At the Russian site, Katehon.com, the ultranationalist ideologue, Aleksandr Dugin, writes:
[Donald Trump] is an extremely successful ordinary American. He is crude America, without gloss and the globalist elite. He is sometimes disgusting and violent, but he is what he is. It is true America.
Most likely, Donald Trump is another designed product, a virtual figure. However, it is him who makes people feel fresh and hopeful. He is trustworthy: the black peacekeeper promised to change everything, but was unable to change anything, nothing at all, and Hilary Clinton, with a quickly aging poker face, doesn’t promise to change anything, maybe Trump will be able to get America’s natural borders back.
Maybe, that redhead rude Yankee from the saloon will get back to the problems inside the country and will leave humanity alone, which is tired of American hegemony and its destructive policy of chaos, bloody rivers and color revolutions?
Trump is a leader. Most likely, he is fake, but even if he is not fake, he has no chance of winning, as the globalist elites and financial oligarchy control practically everything in the USA.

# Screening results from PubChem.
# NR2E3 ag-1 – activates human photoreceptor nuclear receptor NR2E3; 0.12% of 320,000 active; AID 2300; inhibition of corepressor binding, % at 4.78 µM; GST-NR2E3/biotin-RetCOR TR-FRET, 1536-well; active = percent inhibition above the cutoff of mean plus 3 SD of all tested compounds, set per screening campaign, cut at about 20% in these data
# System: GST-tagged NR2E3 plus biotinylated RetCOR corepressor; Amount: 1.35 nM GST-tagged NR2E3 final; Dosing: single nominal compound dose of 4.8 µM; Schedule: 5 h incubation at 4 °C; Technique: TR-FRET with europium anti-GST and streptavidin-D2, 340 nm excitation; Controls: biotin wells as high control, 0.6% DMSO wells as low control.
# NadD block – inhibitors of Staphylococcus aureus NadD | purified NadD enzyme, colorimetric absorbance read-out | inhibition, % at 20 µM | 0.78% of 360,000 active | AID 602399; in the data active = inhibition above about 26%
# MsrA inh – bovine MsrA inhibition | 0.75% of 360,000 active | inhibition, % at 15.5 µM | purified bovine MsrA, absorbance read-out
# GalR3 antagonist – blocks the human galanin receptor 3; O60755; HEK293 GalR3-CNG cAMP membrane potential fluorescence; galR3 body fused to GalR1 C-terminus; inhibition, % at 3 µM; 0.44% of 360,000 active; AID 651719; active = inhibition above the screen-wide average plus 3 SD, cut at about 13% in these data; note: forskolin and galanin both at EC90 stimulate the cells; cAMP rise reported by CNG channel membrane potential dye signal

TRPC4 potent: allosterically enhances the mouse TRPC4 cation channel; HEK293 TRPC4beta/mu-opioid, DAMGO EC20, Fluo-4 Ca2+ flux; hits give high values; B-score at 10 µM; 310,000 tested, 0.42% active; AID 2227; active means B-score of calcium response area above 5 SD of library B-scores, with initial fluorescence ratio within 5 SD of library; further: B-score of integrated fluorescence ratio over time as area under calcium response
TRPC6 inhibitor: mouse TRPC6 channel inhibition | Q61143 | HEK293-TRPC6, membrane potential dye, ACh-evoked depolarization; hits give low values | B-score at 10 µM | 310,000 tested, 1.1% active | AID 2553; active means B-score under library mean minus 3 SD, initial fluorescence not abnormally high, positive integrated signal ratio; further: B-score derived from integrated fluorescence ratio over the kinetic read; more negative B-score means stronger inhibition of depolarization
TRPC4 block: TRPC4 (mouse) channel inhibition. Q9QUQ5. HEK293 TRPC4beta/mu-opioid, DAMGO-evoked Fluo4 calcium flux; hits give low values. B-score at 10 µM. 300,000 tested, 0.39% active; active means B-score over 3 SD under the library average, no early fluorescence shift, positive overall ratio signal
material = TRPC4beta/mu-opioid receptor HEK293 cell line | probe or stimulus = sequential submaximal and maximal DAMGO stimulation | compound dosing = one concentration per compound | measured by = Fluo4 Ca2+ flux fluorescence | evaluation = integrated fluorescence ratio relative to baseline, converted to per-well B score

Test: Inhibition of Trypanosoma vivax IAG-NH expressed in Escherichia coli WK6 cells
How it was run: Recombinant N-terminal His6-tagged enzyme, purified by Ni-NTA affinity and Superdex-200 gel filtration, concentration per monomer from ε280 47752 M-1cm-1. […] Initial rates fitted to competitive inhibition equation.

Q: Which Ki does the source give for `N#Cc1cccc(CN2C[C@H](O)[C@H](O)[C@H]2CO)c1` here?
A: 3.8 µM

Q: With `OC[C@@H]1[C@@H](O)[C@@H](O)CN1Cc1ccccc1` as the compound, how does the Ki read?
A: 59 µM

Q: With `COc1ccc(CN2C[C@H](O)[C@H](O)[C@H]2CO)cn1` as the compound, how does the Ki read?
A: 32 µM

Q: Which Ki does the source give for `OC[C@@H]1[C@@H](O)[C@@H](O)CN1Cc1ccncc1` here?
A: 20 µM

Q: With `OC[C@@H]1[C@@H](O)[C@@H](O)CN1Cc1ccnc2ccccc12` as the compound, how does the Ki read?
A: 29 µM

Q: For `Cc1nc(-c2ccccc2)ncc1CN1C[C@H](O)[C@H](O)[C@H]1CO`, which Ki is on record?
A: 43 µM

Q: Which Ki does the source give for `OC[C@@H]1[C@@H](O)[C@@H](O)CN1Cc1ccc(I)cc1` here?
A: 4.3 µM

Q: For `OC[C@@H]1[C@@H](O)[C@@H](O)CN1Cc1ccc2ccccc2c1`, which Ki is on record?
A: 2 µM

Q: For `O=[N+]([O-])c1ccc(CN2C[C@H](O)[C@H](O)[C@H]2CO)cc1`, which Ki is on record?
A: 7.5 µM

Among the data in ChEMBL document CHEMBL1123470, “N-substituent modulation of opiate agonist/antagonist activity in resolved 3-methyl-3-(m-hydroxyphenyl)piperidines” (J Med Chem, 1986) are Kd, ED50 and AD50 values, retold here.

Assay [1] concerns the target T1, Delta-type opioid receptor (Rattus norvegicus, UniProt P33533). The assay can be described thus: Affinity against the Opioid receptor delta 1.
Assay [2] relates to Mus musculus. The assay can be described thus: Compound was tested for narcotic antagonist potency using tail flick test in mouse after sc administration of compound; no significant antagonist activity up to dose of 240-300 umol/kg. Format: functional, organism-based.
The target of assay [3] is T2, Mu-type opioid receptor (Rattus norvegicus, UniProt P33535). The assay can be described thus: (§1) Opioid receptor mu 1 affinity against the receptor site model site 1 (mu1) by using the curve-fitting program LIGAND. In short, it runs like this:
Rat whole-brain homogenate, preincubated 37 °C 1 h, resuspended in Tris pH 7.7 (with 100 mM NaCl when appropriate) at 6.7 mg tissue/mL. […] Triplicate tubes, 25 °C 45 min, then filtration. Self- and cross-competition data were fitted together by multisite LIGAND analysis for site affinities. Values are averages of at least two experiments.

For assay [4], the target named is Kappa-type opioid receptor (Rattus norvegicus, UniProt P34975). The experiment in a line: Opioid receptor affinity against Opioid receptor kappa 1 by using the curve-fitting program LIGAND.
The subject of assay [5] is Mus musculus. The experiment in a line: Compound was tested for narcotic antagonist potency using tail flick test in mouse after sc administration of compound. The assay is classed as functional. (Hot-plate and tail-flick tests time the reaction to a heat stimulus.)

But we want to put trust in Donald Trump.
Vote for Trump, and see what will happen.
[I]n spring 2015, when I traveled to Moscow, I found the once-triumphant Duginists and ultranationalists no longer saw Putin as an ally, and even considered him a traitor to the cause. Some had been pressured by security services, which they took as a sign that their views were no longer tolerated. Meanwhile, Putin had largely dropped his grand Eurasianist rhetoric.
In retrospect, it seems likely that Putin’s short-lived embrace of Duginism was opportunistic and superficial. In other words, Putin decided to invade Ukraine for narrow political reasons, then reached for Eurasianism and neo-imperialism in order to justify his actions and to whip up public support.
But when Putin’s Novorossiya project floundered — his actions in eastern Ukraine succeeded in destabilizing the country but not in dominating it outright — he shifted strategies, seeking to maintain a low-level conflict rather than to escalate. The neo-imperialist ideological justifications no longer fit the strategy. And far-right movements, newly empowered, were pushing Putin to go further than he wanted to. So Putin turned on them.
It turned out that Dugin’s apparent importance to the Kremlin’s ideology had been overstated. This is not to criticize those who considered Dugin important — it was a reasonable conclusion to draw at the time — but rather just to say that we now know Dugin’s ideas were never all that important, and that today he is at the nadir of his influence.
Therefore, we should probably not conclude that Dugin’s Trump endorsement tells us anything useful about the Kremlin’s view of the US presidential race. It’s true that Trump has praised Putin and that Putin has returned the favor, but Trump likely appeals to these two Russians on different grounds and for different reasons.